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As for when to quench for hamon, that is complicated by the clay hiding the decalescence in the spine.  Since hamon is produced by different phases of crystal structure, it's a good bet to quench as soon as the shadows are gone from the edge.  That guarantees full hardness on the edge.  With the shallow-hardening steels you have to use for hamon, this will ensure a band of transitional structures along the clay line.  That said, on super-shallow hardening steels like homemade steel, you will get hamon without clay.  

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I managed to get a pic of almost all the hamon showing up. Any tricks on how to shoot those properly?  A good portion of the yô just won't appear in any pics I take. 

IMG_20190414_122949.jpg

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Posted (edited)
On 4/17/2019 at 4:06 PM, Alan Longmire said:

As for when to quench for hamon, that is complicated by the clay hiding the decalescence in the spine.  Since hamon is produced by different phases of crystal structure, it's a good bet to quench as soon as the shadows are gone from the edge.  That guarantees full hardness on the edge.  With the shallow-hardening steels you have to use for hamon, this will ensure a band of transitional structures along the clay line.  That said, on super-shallow hardening steels like homemade steel, you will get hamon without clay.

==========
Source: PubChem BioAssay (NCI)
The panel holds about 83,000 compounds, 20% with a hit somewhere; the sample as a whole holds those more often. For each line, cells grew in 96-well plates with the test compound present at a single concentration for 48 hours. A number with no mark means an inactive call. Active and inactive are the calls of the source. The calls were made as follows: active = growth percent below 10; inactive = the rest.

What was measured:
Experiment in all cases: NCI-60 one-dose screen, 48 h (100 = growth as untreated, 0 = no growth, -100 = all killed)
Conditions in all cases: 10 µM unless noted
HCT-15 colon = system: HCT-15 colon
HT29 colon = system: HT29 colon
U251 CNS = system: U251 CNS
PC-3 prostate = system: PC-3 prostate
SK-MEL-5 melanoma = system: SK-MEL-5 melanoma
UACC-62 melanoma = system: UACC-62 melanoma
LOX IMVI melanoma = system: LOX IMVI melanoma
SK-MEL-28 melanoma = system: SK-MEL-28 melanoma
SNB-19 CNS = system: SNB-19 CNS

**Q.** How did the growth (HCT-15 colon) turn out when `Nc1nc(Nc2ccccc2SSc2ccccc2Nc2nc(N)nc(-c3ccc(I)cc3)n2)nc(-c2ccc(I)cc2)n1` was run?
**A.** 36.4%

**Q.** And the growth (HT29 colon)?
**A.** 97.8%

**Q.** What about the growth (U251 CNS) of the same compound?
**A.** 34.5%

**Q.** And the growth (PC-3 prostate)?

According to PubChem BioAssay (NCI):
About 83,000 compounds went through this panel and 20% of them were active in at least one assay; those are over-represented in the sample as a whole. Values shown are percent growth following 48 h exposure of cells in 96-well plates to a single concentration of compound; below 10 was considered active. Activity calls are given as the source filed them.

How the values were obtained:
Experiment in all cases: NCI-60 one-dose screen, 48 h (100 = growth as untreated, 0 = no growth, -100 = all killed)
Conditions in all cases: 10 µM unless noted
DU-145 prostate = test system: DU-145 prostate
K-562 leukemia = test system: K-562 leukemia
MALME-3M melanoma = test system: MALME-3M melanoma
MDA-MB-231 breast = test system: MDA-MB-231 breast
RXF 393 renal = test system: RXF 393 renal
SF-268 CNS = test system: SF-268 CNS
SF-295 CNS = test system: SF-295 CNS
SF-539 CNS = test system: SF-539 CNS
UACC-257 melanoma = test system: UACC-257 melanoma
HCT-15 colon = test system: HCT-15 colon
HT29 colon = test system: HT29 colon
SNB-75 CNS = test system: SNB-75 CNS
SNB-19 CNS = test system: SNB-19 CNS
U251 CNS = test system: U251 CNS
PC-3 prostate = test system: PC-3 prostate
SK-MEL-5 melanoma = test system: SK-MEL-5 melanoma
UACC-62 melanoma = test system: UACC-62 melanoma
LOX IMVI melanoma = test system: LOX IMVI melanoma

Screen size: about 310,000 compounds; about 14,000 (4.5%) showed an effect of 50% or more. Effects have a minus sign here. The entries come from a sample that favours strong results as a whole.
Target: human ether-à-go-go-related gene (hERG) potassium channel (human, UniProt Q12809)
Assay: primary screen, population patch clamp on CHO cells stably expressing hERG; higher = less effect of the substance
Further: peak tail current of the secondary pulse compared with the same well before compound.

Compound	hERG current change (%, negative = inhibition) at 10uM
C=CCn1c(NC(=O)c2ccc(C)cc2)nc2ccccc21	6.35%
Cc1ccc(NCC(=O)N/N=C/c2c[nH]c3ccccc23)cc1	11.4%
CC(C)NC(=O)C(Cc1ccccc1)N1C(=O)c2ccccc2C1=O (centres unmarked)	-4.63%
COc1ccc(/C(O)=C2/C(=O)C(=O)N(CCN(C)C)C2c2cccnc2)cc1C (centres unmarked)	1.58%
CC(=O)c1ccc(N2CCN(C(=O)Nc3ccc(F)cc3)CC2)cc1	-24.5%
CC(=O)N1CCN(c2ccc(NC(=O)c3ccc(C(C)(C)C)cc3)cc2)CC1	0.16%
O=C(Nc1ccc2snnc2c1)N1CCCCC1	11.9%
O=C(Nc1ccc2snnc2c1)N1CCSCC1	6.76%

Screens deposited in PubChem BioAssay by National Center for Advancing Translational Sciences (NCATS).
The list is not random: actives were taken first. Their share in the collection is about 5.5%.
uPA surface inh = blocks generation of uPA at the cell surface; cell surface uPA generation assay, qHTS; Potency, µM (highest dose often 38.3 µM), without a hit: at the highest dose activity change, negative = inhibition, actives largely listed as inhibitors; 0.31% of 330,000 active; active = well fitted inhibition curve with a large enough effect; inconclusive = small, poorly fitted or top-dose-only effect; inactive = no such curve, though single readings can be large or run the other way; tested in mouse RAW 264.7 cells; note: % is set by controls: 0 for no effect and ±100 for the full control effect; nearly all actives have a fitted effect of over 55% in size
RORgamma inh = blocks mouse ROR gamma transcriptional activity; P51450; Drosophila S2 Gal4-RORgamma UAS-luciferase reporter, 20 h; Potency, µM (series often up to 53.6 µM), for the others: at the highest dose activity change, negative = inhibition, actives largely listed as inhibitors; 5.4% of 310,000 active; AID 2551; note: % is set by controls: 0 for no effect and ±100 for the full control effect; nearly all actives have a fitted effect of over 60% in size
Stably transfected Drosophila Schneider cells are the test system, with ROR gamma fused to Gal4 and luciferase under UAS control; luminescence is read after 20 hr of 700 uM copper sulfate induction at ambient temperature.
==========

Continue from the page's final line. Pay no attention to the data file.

I've done some experimenting with my oroshigane in this vein. This one is a failed katana blade that was cut up and re purposed, the tip section was used as practice to better my control over the color and my eye. It has a powerful habuchi with very tight choji/hitatsura hamon reminiscent of ichimonji work, as well as slanted ashi near the tip based on the angle that the blade was quenched into the water. If I remember right this was a very quick interrupted quench, as in a quenched for about a half second, took it out of the water for a split second, and then straight back in for the rest. This allows the hitatsura to form, islands of hardening all over the blade, that have an interesting shape based on the vapor jacket coming off the blade in the water. I have gotten double and triple layered hamon from doing a very quick succession of interrupted quenchings in this steel before as well. I have had limited success doing that particular technique in modern steel. At any rate you're absolutely right that these things just want to take hamon in ultra shallow hardening steels! I have photos of a seax blade I made from bloom and hearth material that took hamon. I can't find the photos but I'll attach a video I did find.